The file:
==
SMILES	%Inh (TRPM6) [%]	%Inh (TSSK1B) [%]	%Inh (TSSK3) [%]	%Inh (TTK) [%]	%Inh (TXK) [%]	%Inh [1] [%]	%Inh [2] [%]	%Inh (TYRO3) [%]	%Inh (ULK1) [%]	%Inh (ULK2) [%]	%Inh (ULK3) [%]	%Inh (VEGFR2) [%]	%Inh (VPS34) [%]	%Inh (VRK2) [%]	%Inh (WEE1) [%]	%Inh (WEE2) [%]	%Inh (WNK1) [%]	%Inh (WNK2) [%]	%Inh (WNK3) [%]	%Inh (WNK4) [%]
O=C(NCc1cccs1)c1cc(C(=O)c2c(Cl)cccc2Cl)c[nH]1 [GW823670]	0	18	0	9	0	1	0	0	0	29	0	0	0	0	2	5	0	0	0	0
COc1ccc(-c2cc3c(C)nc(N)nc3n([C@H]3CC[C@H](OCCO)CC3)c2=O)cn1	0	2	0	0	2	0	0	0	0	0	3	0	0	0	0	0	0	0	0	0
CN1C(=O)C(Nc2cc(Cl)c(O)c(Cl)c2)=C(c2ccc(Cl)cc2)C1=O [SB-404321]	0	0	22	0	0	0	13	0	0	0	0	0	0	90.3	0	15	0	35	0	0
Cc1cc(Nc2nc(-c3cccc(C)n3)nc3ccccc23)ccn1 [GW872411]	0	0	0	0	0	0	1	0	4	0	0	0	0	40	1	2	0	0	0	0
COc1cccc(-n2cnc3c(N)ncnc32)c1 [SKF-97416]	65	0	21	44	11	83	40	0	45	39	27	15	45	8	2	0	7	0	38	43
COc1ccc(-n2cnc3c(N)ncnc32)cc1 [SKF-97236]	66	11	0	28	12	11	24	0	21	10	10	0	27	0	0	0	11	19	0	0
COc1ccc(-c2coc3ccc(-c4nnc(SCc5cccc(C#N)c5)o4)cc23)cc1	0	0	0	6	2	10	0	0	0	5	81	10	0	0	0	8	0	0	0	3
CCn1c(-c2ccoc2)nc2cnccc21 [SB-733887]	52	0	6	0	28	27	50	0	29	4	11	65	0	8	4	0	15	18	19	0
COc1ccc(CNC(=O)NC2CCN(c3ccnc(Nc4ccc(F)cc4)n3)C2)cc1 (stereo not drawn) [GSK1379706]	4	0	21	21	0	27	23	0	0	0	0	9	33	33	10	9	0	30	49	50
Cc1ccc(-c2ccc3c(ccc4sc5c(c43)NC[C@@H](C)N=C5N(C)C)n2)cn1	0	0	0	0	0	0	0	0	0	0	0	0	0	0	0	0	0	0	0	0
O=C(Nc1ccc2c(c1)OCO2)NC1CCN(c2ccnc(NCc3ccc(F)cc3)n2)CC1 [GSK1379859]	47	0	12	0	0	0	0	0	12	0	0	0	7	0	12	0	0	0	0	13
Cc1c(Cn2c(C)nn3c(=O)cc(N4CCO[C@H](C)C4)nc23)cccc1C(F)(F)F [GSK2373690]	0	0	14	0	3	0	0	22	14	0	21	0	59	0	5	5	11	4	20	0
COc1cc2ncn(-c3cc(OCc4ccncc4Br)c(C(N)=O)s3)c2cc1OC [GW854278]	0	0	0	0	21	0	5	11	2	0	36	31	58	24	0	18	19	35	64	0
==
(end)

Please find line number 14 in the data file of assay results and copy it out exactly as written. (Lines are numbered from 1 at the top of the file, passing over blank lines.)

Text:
COc1cc2ncn(-c3cc(OCc4ccncc4Br)c(C(N)=O)s3)c2cc1OC [GW854278]	0	0	0	0	21	0	5	11	2	0	36	31	58	24	0	18	19	35	64	0